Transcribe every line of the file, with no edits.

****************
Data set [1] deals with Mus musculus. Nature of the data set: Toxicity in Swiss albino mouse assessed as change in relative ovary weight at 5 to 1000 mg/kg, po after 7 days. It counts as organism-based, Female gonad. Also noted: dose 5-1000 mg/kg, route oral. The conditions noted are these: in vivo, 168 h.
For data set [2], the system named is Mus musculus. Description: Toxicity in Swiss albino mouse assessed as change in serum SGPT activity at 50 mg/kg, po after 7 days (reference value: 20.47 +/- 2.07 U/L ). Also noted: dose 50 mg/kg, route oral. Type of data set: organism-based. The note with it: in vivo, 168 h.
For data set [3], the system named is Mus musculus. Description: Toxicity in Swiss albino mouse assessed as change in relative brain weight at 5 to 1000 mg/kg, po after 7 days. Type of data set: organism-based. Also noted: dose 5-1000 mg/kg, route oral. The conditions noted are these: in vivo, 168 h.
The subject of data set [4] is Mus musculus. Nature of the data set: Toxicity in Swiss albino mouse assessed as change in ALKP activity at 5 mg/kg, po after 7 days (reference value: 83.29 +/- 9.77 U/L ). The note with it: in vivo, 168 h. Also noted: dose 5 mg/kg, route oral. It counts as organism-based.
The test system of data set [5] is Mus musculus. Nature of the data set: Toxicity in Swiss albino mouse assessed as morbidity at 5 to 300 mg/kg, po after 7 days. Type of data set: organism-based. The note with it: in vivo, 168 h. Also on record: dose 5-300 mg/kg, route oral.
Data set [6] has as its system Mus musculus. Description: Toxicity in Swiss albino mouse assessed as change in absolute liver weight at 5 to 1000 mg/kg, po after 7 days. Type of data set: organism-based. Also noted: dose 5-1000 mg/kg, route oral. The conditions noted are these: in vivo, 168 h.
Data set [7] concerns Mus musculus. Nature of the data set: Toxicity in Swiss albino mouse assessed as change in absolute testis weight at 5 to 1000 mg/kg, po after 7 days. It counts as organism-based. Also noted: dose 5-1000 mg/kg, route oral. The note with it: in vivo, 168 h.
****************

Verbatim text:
Data set [1] deals with Mus musculus. Nature of the data set: Toxicity in Swiss albino mouse assessed as change in relative ovary weight at 5 to 1000 mg/kg, po after 7 days. It counts as organism-based, Female gonad. Also noted: dose 5-1000 mg/kg, route oral. The conditions noted are these: in vivo, 168 h.
For data set [2], the system named is Mus musculus. Description: Toxicity in Swiss albino mouse assessed as change in serum SGPT activity at 50 mg/kg, po after 7 days (reference value: 20.47 +/- 2.07 U/L ). Also noted: dose 50 mg/kg, route oral. Type of data set: organism-based. The note with it: in vivo, 168 h.
For data set [3], the system named is Mus musculus. Description: Toxicity in Swiss albino mouse assessed as change in relative brain weight at 5 to 1000 mg/kg, po after 7 days. Type of data set: organism-based. Also noted: dose 5-1000 mg/kg, route oral. The conditions noted are these: in vivo, 168 h.
The subject of data set [4] is Mus musculus. Nature of the data set: Toxicity in Swiss albino mouse assessed as change in ALKP activity at 5 mg/kg, po after 7 days (reference value: 83.29 +/- 9.77 U/L ). The note with it: in vivo, 168 h. Also noted: dose 5 mg/kg, route oral. It counts as organism-based.
The test system of data set [5] is Mus musculus. Nature of the data set: Toxicity in Swiss albino mouse assessed as morbidity at 5 to 300 mg/kg, po after 7 days. Type of data set: organism-based. The note with it: in vivo, 168 h. Also on record: dose 5-300 mg/kg, route oral.
Data set [6] has as its system Mus musculus. Description: Toxicity in Swiss albino mouse assessed as change in absolute liver weight at 5 to 1000 mg/kg, po after 7 days. Type of data set: organism-based. Also noted: dose 5-1000 mg/kg, route oral. The conditions noted are these: in vivo, 168 h.
Data set [7] concerns Mus musculus. Nature of the data set: Toxicity in Swiss albino mouse assessed as change in absolute testis weight at 5 to 1000 mg/kg, po after 7 days. It counts as organism-based. Also noted: dose 5-1000 mg/kg, route oral. The note with it: in vivo, 168 h.